Sonic’s first ever RPG experience is released in Europe tomorrow, September the 26th, and I’ve been fortunate enough to have a few hours hands-on time with the game already. Can Sonic’s speed rejuvenate the often dull RPG genre?
To Sonic Chronicles‘ credit, it dismisses the often-lengthy introductions seen in RPGs, and you’re guiding Sonic around the Green Hill Zone within seconds, just as things should be. The whole game is stylus-controlled, with characters following your pen to run, fly, climb and smash their way around the map, but the real control innovations are found in the game’s battle scenes.
Each character has access to several Power Moves, each of which has a different method of activation – some require you to drag your stylus along paths, others are more timing-based and have you tapping targets in rhythm. The added interaction makes the battle system much more interesting, particularly as you can also counter enemy Power Moves in a similar fashion, keeping your attention at all times. There are similarities to classic Sega RPGs as well – veterans of the Phantasy Star series as well as Skies of Arcadia and Shining the Holy Ark fans will feel right at home with the turns-based, squad-of-four fights.
The story so far hasn’t kicked into high gear yet, but it references various stories, mainly focusing on those since Sonic Adventure, as well as more obscure plots such as the Emerl situation from Sonic Battle. Pleasingly there’s an in-depth Codex that explains any characters or events that may be unfamiliar, but there are also unexpected cameo appearances from characters along the way to fill in any blanks. I’m reserving judgment on the story until I’ve got past Chapter Two, but so far it’s done its job and kept me playing past the introductory levels.
As you progress through the game, you encounter Chao, which you can “bond” (equip) to your character, giving you bonuses such as a free revival or elemental attacks. Each enemy has different elemental resistances, so it’s important to change Chao to water if you spot a robot enemy on the world map, for example. These Chao can be traded with friends to increase their power – initially this was advertised as a Nintendo Wi-Fi Connection feature, but it is only available via local multiplayer, sadly. It’s not a huge loss as Chao aren’t that important, but considering the best way to discover and maximise all Chao is to trade with completely different people you might struggle unless you have a large circle of DS-owning, Sonic RPG-craving friends.
Graphically the game is very well-presented, with beautifully drawn environments and characters, which take their cues from the Sonic Adventure and Sonic X versions of the characters, which is fine by me. Some textures are rough and occasionally items and character portraits have a blocky white line around them, which lets the overall polished feel of the game down, although this could just be me not being used to the DS (having been a PSP owner for the past eight months). The sound quality is good, with new themes sitting alongside remixes of classic Sonic tunes very nicely, as you’d expect from any game blessed by the touch of the one and only Richard Jacques.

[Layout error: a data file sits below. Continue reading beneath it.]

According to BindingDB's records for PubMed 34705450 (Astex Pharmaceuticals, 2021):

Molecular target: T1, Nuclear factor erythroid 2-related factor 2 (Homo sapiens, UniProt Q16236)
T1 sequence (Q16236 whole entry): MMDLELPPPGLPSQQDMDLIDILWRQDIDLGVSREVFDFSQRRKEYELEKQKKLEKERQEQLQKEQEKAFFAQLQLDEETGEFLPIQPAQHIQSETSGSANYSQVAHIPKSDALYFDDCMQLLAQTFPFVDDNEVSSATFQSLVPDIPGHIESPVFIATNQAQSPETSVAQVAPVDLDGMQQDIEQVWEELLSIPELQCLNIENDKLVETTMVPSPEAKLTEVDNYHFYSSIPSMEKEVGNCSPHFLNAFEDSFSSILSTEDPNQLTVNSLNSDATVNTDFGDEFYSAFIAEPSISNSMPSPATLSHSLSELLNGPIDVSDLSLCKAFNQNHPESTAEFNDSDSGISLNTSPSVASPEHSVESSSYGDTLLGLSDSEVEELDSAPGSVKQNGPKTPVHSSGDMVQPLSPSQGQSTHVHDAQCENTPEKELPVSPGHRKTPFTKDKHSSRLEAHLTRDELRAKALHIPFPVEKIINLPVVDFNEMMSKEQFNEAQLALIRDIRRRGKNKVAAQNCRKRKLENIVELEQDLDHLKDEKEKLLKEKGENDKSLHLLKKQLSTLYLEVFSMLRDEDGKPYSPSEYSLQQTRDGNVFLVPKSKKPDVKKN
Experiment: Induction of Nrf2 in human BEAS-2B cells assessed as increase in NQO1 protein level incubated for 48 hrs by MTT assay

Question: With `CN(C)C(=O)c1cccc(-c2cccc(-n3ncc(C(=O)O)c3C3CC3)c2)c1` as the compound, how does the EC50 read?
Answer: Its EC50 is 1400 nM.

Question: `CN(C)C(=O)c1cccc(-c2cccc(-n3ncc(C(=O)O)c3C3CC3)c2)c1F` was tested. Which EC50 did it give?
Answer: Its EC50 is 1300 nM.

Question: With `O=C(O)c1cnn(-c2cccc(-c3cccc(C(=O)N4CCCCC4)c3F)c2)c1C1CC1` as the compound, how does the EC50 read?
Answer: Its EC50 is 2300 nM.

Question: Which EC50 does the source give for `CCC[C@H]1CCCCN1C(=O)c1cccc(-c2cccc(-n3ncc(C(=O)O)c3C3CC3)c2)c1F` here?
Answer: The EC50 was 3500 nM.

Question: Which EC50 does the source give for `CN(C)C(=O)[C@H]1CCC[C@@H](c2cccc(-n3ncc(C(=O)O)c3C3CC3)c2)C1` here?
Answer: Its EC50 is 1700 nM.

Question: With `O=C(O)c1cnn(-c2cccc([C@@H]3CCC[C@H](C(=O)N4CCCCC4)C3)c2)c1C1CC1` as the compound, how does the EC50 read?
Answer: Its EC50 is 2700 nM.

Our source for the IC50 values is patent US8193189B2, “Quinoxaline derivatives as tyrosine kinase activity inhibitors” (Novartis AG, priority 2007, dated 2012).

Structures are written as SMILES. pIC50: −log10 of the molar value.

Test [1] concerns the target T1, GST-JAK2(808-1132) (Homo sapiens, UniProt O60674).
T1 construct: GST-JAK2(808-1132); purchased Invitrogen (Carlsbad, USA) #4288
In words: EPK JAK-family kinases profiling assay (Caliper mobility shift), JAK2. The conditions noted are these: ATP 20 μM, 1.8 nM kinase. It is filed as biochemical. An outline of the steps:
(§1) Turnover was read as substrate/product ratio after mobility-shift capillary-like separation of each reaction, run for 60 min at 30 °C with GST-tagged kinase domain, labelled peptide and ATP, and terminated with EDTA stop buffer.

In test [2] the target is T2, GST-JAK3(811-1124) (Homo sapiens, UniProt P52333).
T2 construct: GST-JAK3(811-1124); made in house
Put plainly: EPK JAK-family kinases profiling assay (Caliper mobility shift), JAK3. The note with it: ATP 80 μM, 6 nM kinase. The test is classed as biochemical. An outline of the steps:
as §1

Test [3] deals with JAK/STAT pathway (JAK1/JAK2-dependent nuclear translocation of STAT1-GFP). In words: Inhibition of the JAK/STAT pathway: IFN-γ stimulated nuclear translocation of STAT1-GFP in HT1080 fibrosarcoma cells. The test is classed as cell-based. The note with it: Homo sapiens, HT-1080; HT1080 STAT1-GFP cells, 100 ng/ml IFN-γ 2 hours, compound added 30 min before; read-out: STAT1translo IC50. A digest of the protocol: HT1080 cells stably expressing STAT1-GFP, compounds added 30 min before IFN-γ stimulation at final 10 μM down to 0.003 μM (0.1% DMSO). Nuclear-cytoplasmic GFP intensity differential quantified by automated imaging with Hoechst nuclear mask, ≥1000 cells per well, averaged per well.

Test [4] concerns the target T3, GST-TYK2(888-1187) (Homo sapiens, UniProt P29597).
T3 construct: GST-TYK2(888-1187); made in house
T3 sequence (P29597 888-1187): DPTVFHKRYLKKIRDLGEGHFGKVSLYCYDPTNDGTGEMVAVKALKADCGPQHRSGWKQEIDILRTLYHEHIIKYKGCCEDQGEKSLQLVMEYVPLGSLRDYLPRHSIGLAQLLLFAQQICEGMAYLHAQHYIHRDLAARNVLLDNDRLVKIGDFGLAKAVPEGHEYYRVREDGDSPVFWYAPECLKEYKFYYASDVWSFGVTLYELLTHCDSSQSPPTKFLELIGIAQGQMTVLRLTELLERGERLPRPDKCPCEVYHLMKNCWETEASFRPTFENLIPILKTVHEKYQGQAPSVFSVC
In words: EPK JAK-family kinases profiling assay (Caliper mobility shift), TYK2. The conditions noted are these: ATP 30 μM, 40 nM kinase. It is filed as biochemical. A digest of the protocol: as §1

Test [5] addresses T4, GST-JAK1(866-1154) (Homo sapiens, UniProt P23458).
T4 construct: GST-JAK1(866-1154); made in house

I’ve got a few gripes with the game though, the main one being its sometimes confusing terminology and statistics system – characters have both Defence and Armour attributes, yet the differences aren’t fully explained. In fact, characters with low Armour often have increased Defence, making you wonder quite what the point is. There’s also a huge range of status problems, including Weakened, Empowered, Sluggish, Fortified and Vulnerable, most of which are caused by Power Moves. Although the in-game help explains these effects, it isn’t available mid-battle, often leaving you unsure of the effects of your Power Moves.
As I said earlier, I’ve only spent a few hours on the game, which is an achievement in itself as it’s not officially released in Europe until tomorrow, and next Tuesday in the US! I won’t give it a score yet, but I will say that it’s a very enjoyable mixture of extremely fast-paced battles and Sonic Adventure-style exploration and skills-based gameplay. The real joy for me will come when the rare weapons and items begin to show up, and each character begins to play a more important role in battle – early RPG battles are almost always simply a case of everyone attacking at once!
Sonic Chronicles: The Dark Brotherhood is definitely worth buying if you’re a Sonic fan, or even just a DS owner after a good-looking and substantially different RPG that eschews the usual dungeon plod in favour of a good helping of action.